Dear Friends and Neighbors,
On Monday, the Legislature convened its 2021 “remote” legislative session. I shared the House plan for the session with you in my last email update. Click here in case you missed it.
Legislators were on campus Monday to vote for Speaker of the House and vote on the proposed rules, House Resolution 4600, for this year's session.
Usually the rules are a mere formality, but with this year's rules requiring the legislative session to be conducted remotely on teleconferencing tools such as Zoom, it wasn't just a simple vote.
House Republicans expressed concern that not only could the minority party be left out of the process, but it could be tough on the public as well. Citizens will not be able to testify or meet with their representatives in person, and it will be more difficult to make their voices heard. Government is at its best when people are actively engaged and legislation can be openly debated and discussed. However, the rules passed on a party-line vote, 55-39. So, for the remainder of session the Capitol campus, and all the buildings will remain closed to the public.
In the other vote on Monday, House Democrats elected Laurie Jinkins as House Speaker on a party-line vote. Republicans supported Rep. J.T. Wilcox. You can watch his speech here.
Capital gains tax should not be a priority
While Republicans have been requesting a special session since April to help folks impacted by the coronavirus, one of the first items on the Democrats' agenda appears to be increasing taxes. Senate Bill 5096 would place a 9% income tax on capital gains as small as $25,000. The proposal was heard in the Senate Ways and Means Committee this week.
Republicans have introduced legislation to safely reopen Washington: Senate Bill 5114 as well as legislation to reign in the governor's emergency powers, House Bill 1029. These are just two pieces of legislation to move the state forward and ensure legislators from both parties and ALL corners of the state are involved in the decision making in the handling of the pandemic.
Republicans have been consistent in encouraging a safe reopening of our businesses and community activities. We have seen controlled environments such as gyms, restaurants and some schools that have reopened and there have been no outbreaks or data showing transmission of the virus has been a problem at these venues.
Our focus this session needs to be on getting people back to work, businesses back open and kids back in school. Our state does not have a revenue problem in which we need to be considering tax increases, especially the first week of session when it feels like we can be focused on so much else.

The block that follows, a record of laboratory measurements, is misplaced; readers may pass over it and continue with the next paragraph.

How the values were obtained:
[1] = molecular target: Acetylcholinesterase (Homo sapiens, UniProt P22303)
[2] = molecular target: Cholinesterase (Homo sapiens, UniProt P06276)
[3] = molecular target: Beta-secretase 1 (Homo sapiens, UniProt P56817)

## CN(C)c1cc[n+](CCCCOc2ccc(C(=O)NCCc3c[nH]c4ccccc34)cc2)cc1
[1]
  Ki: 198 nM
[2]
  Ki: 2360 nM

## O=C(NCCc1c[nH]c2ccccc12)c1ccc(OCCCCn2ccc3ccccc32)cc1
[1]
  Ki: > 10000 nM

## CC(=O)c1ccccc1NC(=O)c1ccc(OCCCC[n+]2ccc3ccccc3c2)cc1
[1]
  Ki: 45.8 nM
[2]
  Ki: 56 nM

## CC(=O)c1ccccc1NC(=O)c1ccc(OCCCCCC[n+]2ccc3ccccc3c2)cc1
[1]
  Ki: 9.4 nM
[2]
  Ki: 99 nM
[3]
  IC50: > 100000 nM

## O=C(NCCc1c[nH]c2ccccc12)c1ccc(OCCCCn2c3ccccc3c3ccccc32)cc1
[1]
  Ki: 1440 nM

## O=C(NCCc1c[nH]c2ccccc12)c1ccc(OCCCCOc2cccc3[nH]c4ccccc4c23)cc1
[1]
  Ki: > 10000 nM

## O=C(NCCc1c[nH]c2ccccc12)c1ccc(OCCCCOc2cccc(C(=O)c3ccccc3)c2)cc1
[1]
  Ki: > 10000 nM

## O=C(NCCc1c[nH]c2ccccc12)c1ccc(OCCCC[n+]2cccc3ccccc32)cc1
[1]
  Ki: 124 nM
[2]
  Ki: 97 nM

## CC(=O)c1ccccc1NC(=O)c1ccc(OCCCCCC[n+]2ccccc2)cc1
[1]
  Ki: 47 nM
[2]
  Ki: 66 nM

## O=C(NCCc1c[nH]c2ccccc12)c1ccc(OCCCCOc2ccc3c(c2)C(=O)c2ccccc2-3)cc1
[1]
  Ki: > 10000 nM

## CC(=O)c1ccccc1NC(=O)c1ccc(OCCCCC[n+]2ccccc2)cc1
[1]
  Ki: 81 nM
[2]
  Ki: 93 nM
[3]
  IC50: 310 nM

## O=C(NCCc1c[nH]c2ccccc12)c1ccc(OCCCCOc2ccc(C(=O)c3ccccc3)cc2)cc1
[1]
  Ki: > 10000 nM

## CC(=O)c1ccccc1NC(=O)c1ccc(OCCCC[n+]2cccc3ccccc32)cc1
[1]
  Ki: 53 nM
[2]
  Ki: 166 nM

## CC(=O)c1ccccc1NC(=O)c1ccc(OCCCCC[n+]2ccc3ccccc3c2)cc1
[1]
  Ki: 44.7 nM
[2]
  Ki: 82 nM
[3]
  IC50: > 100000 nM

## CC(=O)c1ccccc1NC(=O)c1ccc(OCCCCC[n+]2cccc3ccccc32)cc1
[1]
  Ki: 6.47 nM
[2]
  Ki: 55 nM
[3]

I will be serving on the same committees as I did last session, with one change. I have been selected as the lead Republican on the House Local Government Committee. I am honored to be leading our caucus on this committee in just my second term. My 16 years as a Chelan County Commissioner gives me a strong perspective on how our local entities view issues such as state agency rulemaking, performance audits and elections at the local level. I am hopeful we can bring more attention to the challenges of our local governments, including unfunded mandates, such as indigent defense, and rules and regulations imposed by state agencies.
I will also continue serving on the House Environment and Energy Committee. I view this as a good opportunity to be involved in energy and environmental policy coming out of the Legislature, especially given the abundant, low-cost power we have in North Central Washington. Legislation pertaining to the Growth Management Act, Shoreline Management Act, air quality, climate change, renewable energy standards and energy availability also comes before this committee.
My final committee assignment is the Transportation Committee, where will be discussing solutions and policy issues to improve our transportation system, and ensure the safe and efficient delivery of goods and services we rely on in our region. This is one of three budget committees in the Legislature. We will have some difficult decisions as our transportation budget is faced with diminished revenues. With the pandemic, fewer people are traveling, so we have seen a decrease in gas tax revenue as well as tolls and ferry fees collected.
Following the Legislature
As I mentioned in my previous email update, it is now more important than ever you stay involved as much as you can in the legislative process and hold your elected officials and state government accountable.
To ensure you have a voice in Olympia, I urge you to check out this website. It describes in detail how to remotely access the Legislative process in Olympia and contains many helpful links. Here is a link that will explain how you can utilize remote testimony to testify on legislation you may support or oppose.
The citizens of Washington need to stay engaged in the legislative process. Remember to check out these websites:
- The Washington State Ledger: This is a legislative news aggregator administered by state House Republicans. It is a great source for information related to state government, public policy and the legislative process. Check it out!
- Capitol Buzz: This daily electronic clip service offers headlines and stories from media outlets throughout the state, including newspaper, radio, and television.
- The Current: This an online legislative publication from the Washington House Republicans that is sent out every week during the legislative session.
- TVW: The state's own version of C-SPAN, TVW broadcasts floor and committee action live online. This will be an important tool with the session being “virtual.”
As always, please do not hesitate to contact me with any ideas, concerns or questions. It is an honor to represent the 12th District!